for performance and practice: Most poems for young

    children are relatively short, making them easy

    to read more than once and helping students gain

    a sense of accomplishment by reading the poems

    fluently.

    Using Rhyming Poetry to Teach Phonics and Fluency So how might a teacher use rhyming poetry to spice

    up both phonics and reading fluency instruction?

    We'd like to suggest a simple three-step sequence of

    instruction.

    Step 1: Identifying the Word Family

    A teacher identifies a target word family, demon-

    strates its spelling and sound, and then brainstorms

    with students words that belong to that word family.

    For example, if the word family being taught is -ay,

    the teacher and students brainstorm words such as

    day, say, may, jay, pay, play, stay, and pray, as well as

    some multisyllabic words such as daylight and play-

    mate. Then, over the course of the next few days, the

    teacher and the students revisit the list of words (per- haps written on a phonogram word wall) that they

    brainstormed, talk about the words, and add other

    words that belong to that word family.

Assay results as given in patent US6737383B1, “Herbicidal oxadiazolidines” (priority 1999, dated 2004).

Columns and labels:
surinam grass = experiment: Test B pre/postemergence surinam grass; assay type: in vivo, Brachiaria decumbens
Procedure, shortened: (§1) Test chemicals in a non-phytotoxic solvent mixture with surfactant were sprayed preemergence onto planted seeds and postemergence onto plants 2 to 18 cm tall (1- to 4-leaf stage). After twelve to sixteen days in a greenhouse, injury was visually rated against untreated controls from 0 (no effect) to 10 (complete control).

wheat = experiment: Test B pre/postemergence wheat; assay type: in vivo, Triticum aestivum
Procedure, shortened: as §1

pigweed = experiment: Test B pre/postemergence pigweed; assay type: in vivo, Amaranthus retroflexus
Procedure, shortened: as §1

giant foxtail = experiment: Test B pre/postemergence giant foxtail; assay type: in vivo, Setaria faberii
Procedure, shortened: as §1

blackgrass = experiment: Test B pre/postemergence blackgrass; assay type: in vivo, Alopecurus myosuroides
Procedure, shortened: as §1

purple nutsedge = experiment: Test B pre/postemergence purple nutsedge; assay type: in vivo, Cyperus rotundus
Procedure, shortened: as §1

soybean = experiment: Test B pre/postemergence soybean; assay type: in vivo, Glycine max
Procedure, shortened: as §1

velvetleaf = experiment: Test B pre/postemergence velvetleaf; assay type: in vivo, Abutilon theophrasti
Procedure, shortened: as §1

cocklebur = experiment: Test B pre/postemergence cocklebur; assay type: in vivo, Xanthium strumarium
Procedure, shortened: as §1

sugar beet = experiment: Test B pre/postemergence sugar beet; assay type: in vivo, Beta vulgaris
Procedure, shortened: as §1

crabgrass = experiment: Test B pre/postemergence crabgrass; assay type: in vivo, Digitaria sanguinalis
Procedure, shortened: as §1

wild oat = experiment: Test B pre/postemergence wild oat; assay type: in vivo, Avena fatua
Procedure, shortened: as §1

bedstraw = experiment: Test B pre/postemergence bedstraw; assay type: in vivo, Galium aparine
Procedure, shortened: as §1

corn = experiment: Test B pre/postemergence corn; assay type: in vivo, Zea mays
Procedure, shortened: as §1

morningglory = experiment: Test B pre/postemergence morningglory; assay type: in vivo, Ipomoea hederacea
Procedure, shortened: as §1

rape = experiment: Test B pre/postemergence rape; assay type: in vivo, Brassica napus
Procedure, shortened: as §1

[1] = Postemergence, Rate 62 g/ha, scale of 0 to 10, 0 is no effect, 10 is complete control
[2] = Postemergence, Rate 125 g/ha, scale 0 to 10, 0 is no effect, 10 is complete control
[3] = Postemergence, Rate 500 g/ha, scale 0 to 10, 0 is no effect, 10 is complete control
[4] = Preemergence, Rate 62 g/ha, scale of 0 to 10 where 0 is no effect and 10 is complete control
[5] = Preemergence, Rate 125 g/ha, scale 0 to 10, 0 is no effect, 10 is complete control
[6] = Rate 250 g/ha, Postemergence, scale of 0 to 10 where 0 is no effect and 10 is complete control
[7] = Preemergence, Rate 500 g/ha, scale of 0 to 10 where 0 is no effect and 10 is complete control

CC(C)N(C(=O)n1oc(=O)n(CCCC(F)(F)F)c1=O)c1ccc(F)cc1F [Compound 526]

The Reading Teacher

    258iiiiii

    Vol. 62, No. 3 November 2008

  • Step 2: Working With the Word Family Step 2 moves word family instruction from words in isolation to words in the context of rhyming poetry. For example, after reading the -ay word list from a phonogram word wall, the teacher can put the follow- ing rhyme on chart paper and read it with students several times throughout the day and encourage stu- dents to read it on their own as well.

    Rain, rain go away Come again another day Little Johnny wants to play

    The teacher points to the words as they are read, drawing the children's visual attention to the words themselves. When the rhyme is essentially memo- rized, the teacher takes individual words from the poem (this includes -ay words as well as other inter- esting words such as little and again). If an appropri- ate poem to share with students cannot be found for a particular rhyme, then one can be easily written. Here is one that Tim (first author) wrote when work- ing with students on the -est word family.

    My best friend Chester is a real pest He pesters his sister and his sister's guest He thinks he's a jester, never gives them any rest Oh my friend Chester is a real pest

    This brief text contains nine instances of the -est word family-four in multisyllabic words. The stu- dents loved to read that rhyme throughout the day and requested their own copy to take home and share with their parents.

    Step 3: Follow-Up Activities for Word Mastery After having read and reread the poem in a variety of ways (e.g., whole-group choral, antiphonal choral, echo reading, with a partner together, with a part- ner alternating lines, reading into a recorder, solo oral reading, solo silent reading, etc.), the teacher guides students in selecting interesting words from the poem. This of course includes any of the word family words but should also include other words of interest from the poem. The words are writt